To reach maximum potential, authors of fiction must discover who they are and why they write. In many ways, the telling of fictional stories is a performance that can be damaged or destroyed by ill-conceived attitudes about writing.
Do I write to master the skills and concepts of writing as an art form (or do I write stories to explain experienced emotions)?
Great stories are dramatically constructed art forms—a sculpture in words—that produce enlightened change in characters and readers. Stories are not beautiful descriptions of abstractions lived—such as love, hate, revenge, jealousy. And great, memorable, soignificant stories are not created to purge the author of an emotional or intellectual crisis.
Do I strive to tell a creative fictional story based on imagination (or am I writing a memoir or biography)?
The memoir is a popular and legitimate form of writing. But writing a memoir requires skills that often conflict with imaginative fiction. Adherence to the truth of what happened or the belief that a story based on a true story is equal to, or superior to, the created fictional story, are destructive attitudes for the fiction writer. Most great stories are not just told from life; great stories are ideas (that may be stimulated by life) successfully expressed by creating dramatic (and significant) series of fictional events.
Do I write for creative excellence (or for fame)?
All authors want recognition for their work. But that recognition should be for writing stories that entertain and enlighten. Desire for fame as an author that results in marketing and self-promotion imposes restrictions on creation of a great story. Writing a story is a selfless process and, above all, poor writing should not be promoted to the uninformed as worthy.
Do I write to provide meaning through entertainment and enlightenment (or to persuade to some presumption)?
To persuade a reader to a preset opinion does not support the creation of most great stories. Authors enlighten about human nature; essayists, editorialists, and columnists persuade readers to opinions. Fiction authors who insert unrelated opinion in their stories face the danger of propaganda (deceptive or distorted information often about policy, ideas, doctrines or causes).
Do I rewrite to improve my creative story skills (or do I revise to transform my prose into obscure text with an intellectually intense meaning)?
Great stories fail because of ineffective characterization or incredible conflicts and actions. Stories rarely fail because the prose is not fancy enough. Yet most authors revise through prose adjustment in style and craft when valuable revision really comes from structural adjustment, clarity of intent, and idea change.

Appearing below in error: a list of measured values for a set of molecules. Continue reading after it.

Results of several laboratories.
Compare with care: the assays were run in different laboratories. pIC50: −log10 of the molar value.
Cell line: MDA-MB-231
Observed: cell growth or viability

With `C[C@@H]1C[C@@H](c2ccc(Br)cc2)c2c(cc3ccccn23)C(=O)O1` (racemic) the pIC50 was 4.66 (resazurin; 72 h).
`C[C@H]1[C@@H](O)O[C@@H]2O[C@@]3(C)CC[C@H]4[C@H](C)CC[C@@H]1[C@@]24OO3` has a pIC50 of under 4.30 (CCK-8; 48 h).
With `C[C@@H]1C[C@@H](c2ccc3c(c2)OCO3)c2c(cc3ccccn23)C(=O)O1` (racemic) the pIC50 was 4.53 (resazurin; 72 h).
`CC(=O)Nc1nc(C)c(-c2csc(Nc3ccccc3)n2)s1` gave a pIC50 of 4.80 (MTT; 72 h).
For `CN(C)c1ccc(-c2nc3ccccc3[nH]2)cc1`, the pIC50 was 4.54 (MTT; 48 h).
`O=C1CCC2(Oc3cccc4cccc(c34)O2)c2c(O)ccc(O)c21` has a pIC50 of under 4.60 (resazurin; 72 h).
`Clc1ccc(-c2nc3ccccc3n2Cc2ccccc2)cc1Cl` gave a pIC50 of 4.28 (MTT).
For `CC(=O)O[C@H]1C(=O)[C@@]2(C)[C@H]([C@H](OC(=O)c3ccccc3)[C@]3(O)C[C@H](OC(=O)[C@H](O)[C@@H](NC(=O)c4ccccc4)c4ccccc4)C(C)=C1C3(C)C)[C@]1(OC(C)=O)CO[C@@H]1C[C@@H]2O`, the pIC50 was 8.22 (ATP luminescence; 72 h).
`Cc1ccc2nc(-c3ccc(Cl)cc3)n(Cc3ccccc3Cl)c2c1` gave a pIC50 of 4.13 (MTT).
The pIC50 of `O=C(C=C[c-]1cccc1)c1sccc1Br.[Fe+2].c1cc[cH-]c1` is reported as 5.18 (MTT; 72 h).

Do I believe stories are dramatic events for a reader to experience (or written words for the reader to interpret)?
Fictional stories entertain and enlighten through drama—drama is conflict, action, and resolution. Readers become involved in the story; readers do not simply observe the story. The writer’s challenge is to engage the reader from story beginning to end, not to just describe events. Successful writers actually provide only enough information on the page to stimulate the story in the reader’s mind. It is one of the wonders of reading great fictional stories that for each reader the story interpretation is unique to that reader and based on the reader’s intelligence, experience, and creativity.
Do I believe stories are structures whose unity is discovered as reading progresses (or that they are meandering observations described step by step)?
Authors who start a character on a plot line to see what their characters will do have limited themselves for creating a story. Stories are carefully constructed and then present details that are chosen to create images and ideas in the minds of the readers. Details are not chosen just to record them. Stories can be thought of as jigsaw puzzles where the author supplies essential, clearly detailed pieces that are complete, accurate, interesting, and dramatic, and the reader fills in the rest of details. Authors who insist that a nonstructured way is best for them—and then prefer to write rather than structure-and-write—miss the potential of reader enjoyment that is made possible by a well-constructed fictional story.
Proper attitude is essential: write a story as a unit, not as loosely associated ideas discovered moment by moment.